PCSO: Autopsies point to 'gigantic puzzle' in Casa Grande fire - CBS 5 - KPHO

PCSO: Autopsies point to 'gigantic puzzle' in Casa Grande fire deaths

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The home was gutted by fire on Dec. 13, 2013. (Source: CBS 5 News) The home was gutted by fire on Dec. 13, 2013. (Source: CBS 5 News)
Dr. Joyce Bonenberger, Dennis Brough and Trevor Brough. (Source: CBS 5 News) Dr. Joyce Bonenberger, Dennis Brough and Trevor Brough. (Source: CBS 5 News)

Autopsy reports released by the Pinal County Sheriff's Office Wednesday show two members of a Casa Grande-area family died of smoke inhalation in a house fire on Dec. 13.

Pathologists, however, could not reach a definitive cause of death for a third family member, Dr. Joyce Bonenberger, who was the chief of surgery at the Casa Grande Regional Medical Center.

"The autopsy reports definitely add further suspicion to this case (and point to) a gigantic puzzle," said PCSO spokesman Tim Gaffney.

Autopsies ruled that Dennis Brough, 50, and Trevor Brough, 11, both died from smoke inhalation.

Trevor Brough had naloxone, also known as Narcan, in his system Gaffney said referring to the autopsy report.

"Narcan is a drug that's commonly used by medical personnel to combat when someone is overdosed on heroin, morphine, another type of pain medication," Gaffney said.

Gaffney said though Bonenberger owned a private practice, she wasn't the only one with access to narcotics.

"Her husband was the bookkeeper, the office manager, worked there, so there's access to drugs there," Gaffney said.

Pathologists said Bonenberger suffered skull fractures, but had no signs of smoke in her lungs.

"She was deceased before the fire began because she never breathed it in," said Gaffney.

Her autopsy report stated Bonenberger tested positive for morphine and codeine.

"The medical examiner's office is not able to give us a cause of death for her," Gaffney said.

Dr. Frank LoVecchio, co-director of Banner Good Samaritan Poison and Drug Information Center, said at face value, the levels of morphine and codeine in Bonenberger did not appear lethal.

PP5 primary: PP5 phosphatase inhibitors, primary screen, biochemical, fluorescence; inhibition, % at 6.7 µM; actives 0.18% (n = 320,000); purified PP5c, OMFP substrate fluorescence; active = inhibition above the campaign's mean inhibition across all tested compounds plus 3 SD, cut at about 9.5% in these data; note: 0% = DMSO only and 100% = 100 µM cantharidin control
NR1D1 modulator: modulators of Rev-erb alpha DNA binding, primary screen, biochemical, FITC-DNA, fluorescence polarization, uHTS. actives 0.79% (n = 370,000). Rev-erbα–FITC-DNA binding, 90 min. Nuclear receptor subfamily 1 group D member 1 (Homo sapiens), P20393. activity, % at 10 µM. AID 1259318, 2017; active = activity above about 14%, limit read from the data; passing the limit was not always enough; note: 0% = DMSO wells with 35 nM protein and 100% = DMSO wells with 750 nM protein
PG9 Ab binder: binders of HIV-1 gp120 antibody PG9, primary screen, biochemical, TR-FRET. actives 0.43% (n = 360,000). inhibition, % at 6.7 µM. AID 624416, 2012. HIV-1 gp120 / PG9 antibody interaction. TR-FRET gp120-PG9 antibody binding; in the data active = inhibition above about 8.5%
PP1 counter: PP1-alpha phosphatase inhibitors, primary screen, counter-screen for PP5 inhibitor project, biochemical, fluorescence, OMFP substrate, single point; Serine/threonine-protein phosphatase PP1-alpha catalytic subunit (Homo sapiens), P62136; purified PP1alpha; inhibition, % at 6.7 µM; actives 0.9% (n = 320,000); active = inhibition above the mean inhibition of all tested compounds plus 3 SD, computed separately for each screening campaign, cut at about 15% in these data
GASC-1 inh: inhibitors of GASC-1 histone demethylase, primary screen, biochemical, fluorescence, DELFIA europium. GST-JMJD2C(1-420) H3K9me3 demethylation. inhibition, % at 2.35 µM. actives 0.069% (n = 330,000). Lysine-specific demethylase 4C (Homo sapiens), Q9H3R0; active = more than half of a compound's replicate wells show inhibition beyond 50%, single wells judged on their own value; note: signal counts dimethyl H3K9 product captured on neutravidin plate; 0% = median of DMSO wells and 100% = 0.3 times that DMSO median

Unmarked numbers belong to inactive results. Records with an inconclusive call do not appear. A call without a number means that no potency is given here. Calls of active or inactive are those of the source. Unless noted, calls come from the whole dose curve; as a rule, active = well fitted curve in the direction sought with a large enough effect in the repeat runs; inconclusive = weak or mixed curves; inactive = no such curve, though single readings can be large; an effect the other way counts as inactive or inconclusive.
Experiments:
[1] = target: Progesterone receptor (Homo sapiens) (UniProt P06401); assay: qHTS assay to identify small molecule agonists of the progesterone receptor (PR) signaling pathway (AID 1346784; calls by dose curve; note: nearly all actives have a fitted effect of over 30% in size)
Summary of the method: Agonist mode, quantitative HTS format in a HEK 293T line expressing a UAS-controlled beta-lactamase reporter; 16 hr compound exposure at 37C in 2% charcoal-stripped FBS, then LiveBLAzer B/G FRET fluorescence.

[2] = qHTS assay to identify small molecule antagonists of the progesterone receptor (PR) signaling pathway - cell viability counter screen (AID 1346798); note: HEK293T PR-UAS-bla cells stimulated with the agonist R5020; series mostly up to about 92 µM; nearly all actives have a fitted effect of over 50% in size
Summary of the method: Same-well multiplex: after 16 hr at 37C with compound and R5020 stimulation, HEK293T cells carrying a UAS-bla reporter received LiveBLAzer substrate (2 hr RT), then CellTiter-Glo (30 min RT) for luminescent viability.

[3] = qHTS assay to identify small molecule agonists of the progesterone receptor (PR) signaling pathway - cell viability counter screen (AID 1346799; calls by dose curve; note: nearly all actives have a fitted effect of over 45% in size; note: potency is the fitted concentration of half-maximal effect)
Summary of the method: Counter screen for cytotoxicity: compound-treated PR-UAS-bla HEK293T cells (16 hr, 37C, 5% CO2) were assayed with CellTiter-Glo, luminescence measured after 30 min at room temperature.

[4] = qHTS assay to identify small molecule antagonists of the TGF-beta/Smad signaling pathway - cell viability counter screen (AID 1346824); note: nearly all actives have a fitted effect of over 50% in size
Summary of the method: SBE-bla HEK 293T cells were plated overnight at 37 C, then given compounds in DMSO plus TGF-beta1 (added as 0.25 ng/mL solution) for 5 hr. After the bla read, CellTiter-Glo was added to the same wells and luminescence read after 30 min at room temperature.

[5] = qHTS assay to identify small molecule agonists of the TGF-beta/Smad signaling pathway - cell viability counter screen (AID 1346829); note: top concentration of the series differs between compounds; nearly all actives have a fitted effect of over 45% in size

He also pointed out that codeine breaks down into morphine in the body.

While we don't know why Bonenberger's son Trevor had Narcan in his system, a drug used to revive patients who've overdosed on opiates, LoVecchio said it's not uncommon for paramedics and other medical personal to give it to an unconscious patient, just to be safe.

"So, if you pulled somebody out of a fire or pulled somebody out of even a car accident and it seemed obvious they were in a car accident, and, you say look maybe this doesn't make sense, you would commonly give Narcan because it could be life-saving, even though it seemed like maybe they had banged their head because the downside is so low."

Neighbors tried breaking a window and yelling inside when the fire broke out.

But by the time fire crews arrived, the house at the Desert Highlands subdivision in unincorporated Pinal County was engulfed in flames.

"The fire did burn for quite some time in the residence, possibly even several hours before it was ever reported, before neighbors saw the flames," Gaffney said.

Dennis Brough's body was found in the garage, Bonenberger's body was located in the master bedroom face down on the bed and Trevor Brough's body was discovered in a bedroom, PCSO authorities said.

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